That being said, you need to be careful. Where most people trip up is in innocent conversations. The ones where you sit down at lunch and start discussing a possible idea with someone and the next thing you know they took it and sold it on their own. Here are some tips to help you avoid these types of situations.
Register Your Work: I know, I'm starting with finished scripts but this one bears repeating over and over again (because people think they can ignore it). Before you even think about sending your script out you need to register it with the Writer's Guild and the US Copyright Office. There will be people who tell you that you don't need to do this because US law establishes copyright the moment you create something. Don't listen to them. If you end up going to court someday do you want to base your case on "No way, I'm the one who wrote it. Not him!"? Or do you want to base it on "Here is my US Copyright, registered on this date."? We're talking $20 for the WGA and $35 for a copyright. There is no reason not file for this extra protection. (PS: If you make changes to your script, you need to file for another copyright. So don't register until you think you are absolutely ready)
Use The Google on The Internet Machine: Call this a leftover from my law enforcement days. If I am given the opportunity, I want to know everything about anything about any person I am going to sit down and talk business with. Done Deal Pro and IMDB Pro are your friends. Google is your friend. With these two simple tools you can find out where someone has worked, any deals they may have made, what circles they travel in and who they have worked with. That seems like a better idea than just blindly sending your scripts out to people just because they have "Manager" or "Producer" after their name.
Follow Your Instincts: When I was a young officer, I received some of the best advice I have ever heard. A veteran officer took me aside and said "When you are interviewing someone and the hair on the back of your neck starts to stand up, you are always right. Every time. It may not be the thing you are originally thinking, but there is a reason the person in front of you is setting off your alarms." It's not just advice for law enforcement. If you are sitting across from a manager or producer and something in your mind is saying "This isn't right", there's a reason for that. Listen to those warnings.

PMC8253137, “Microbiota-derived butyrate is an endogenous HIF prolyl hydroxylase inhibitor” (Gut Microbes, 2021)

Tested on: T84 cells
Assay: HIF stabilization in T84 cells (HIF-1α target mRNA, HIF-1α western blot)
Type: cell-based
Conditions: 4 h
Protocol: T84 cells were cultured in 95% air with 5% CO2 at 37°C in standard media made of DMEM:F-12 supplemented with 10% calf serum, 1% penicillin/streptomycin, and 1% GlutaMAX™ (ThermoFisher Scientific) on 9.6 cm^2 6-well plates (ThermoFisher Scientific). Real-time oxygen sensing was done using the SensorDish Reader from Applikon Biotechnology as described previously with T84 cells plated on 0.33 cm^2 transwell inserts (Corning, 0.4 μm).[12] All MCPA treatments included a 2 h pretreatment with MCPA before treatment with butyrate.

Silence is Golden: You can not register an idea, therefor you cannot protect an idea. So if you are sitting on the next great thing, an idea so great it sells itself in one line, then keep your mouth shut. It's as simple as that. Keep your mouth shut until such time you have that idea on paper in the form of a screenplay. Sure, there are exceptions to this rule, but they have to do with points 2 and 3 above. If Steven Spielberg is interested in what you are going to do next, that might be a good time to open up. Someone who barely registered in your research and you have some doubts? Keep your mouth shut (tactfully).
Know When It's Time to Walk Away: I'll give you an example for this one. Last October, Dustin and I sat down with a manager to talk about one of our scripts. From the first second of the meeting it just didn't feel right. To say the vibe we got from him was creepy would be an understatement. He didn't even want to talk about the movie. All he wanted to know was "What is the budget and who would star in it" (Questions not typically in the screenwriter's area of expertise). Before we even got a full idea of how to answer he said "Send it to me. Send me all of your other scripts, synopsis, or ideas as well. Include cast lists and budget break downs for all of them.... and make sure to sign our legal release" We smiled, nodded our heads and then walked away. Sometimes it's just not worth it.
Are these foolproof ideas? No. You show me something that's foolproof and I'll find you a better fool. But in this case, an ounce of prevention really does go a long way. Do what you can, suck it up, smile, get out there and have some fun.